There are many explanations for why some people erroneously believe that there are 52 states in the United States. The most likely explanation is that some people simply confuse some United States territories and districts as states.
Washington D.C., the capital city of the United States, is commonly misidentified as a state, and it is typically included in lists of U.S. states even though it is not. Instead, its status is that of a federal district, and it also does not have voting representation in congress. The founders of the United States believed that the capital city should be set apart from all the states and governed by congress. Although there have been movements in recent years to push for statehood, Washington D.C. remains a federal district as of 2015.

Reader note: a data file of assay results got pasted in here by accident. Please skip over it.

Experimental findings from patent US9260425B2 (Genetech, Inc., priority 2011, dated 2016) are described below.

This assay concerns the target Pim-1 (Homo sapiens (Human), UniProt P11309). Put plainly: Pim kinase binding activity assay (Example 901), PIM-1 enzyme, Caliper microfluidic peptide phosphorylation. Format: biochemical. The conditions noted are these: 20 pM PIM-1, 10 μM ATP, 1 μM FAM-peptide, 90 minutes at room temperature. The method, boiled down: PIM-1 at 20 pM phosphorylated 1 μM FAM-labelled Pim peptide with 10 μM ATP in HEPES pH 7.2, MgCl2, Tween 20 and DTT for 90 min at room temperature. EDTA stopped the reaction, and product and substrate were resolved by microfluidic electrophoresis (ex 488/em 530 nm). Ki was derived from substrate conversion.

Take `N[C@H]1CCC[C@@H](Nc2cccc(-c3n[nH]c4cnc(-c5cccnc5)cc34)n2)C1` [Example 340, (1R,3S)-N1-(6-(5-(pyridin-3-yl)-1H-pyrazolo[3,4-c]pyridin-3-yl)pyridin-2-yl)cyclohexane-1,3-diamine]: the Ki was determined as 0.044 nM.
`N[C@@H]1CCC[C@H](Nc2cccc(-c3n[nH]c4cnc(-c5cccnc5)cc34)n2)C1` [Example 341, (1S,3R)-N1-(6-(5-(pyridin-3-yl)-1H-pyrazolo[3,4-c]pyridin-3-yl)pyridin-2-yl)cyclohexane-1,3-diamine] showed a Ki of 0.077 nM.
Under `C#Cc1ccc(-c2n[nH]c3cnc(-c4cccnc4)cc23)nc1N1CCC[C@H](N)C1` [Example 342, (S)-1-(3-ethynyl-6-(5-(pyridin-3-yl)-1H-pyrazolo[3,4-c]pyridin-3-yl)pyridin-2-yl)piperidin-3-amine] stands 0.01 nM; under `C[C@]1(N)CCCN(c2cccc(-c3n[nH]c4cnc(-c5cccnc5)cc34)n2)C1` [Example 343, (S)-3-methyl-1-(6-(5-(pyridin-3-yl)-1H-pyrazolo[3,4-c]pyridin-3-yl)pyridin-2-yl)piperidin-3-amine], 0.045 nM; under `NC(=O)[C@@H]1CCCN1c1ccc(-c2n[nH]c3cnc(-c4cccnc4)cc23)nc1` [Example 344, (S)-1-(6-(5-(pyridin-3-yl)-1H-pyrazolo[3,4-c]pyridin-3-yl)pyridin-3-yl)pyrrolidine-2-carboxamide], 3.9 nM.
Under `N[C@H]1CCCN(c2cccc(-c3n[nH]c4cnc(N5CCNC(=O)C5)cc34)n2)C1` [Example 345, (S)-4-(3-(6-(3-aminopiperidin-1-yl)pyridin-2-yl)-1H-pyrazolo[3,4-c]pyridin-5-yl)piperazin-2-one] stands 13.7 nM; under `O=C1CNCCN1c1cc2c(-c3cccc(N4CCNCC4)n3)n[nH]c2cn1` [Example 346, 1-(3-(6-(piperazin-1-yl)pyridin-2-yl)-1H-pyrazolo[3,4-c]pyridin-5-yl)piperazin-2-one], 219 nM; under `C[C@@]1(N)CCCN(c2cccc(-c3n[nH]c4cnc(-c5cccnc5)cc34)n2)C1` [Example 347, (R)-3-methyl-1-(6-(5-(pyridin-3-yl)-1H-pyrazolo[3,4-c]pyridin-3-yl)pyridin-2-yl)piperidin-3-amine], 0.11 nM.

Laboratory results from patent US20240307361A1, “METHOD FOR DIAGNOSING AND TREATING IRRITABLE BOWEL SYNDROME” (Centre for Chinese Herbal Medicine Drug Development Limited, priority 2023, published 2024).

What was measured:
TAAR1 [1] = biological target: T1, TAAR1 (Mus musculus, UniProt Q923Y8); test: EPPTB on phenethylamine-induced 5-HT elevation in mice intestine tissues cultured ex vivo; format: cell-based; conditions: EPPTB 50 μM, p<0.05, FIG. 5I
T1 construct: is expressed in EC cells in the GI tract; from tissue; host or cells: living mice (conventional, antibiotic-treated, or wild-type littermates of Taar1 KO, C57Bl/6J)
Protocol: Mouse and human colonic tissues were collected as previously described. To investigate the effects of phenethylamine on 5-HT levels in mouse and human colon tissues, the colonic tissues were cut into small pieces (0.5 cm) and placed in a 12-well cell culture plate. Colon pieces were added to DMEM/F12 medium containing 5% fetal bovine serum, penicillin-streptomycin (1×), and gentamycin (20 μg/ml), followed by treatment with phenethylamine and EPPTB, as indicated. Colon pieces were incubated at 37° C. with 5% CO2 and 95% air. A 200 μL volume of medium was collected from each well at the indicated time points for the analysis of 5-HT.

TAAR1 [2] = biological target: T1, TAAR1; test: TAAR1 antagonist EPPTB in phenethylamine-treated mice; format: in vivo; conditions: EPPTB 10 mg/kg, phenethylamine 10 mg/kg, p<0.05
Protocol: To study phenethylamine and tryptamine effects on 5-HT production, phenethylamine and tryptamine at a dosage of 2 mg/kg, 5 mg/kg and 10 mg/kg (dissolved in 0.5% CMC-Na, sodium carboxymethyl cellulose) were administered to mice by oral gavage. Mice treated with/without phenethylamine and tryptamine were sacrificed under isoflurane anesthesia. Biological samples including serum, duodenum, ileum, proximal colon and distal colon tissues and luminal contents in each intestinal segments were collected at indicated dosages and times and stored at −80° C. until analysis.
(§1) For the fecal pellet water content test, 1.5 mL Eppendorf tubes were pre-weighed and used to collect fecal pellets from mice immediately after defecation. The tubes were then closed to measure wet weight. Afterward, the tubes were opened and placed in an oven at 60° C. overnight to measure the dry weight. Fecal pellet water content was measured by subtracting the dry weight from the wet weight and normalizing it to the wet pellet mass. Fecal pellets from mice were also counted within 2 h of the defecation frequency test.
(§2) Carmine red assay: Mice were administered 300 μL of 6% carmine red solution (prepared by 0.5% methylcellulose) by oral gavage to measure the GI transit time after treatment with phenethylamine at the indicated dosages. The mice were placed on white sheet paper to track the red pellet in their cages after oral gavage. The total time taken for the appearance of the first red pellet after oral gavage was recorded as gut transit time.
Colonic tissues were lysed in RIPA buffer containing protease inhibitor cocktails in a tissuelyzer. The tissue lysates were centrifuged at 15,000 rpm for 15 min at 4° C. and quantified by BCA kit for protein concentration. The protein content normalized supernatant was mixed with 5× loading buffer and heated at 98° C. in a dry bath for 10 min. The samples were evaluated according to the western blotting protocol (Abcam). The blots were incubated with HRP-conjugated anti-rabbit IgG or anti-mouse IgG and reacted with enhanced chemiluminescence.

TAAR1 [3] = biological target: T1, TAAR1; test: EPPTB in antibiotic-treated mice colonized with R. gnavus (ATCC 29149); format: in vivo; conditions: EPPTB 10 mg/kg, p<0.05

Confusion also surrounds the status of Puerto Rico, a commonwealth that the United States has controlled since the early 20th century. The confusion grew even more during the early 2000s, when a significant push for the pursuit of statehood emerged. As of late 2014, more than half of Puerto Rico's residents supported statehood. Other territories that some people erroneously refer to as U.S. states include Guam, American Samoa and the U.S. Virgin Islands.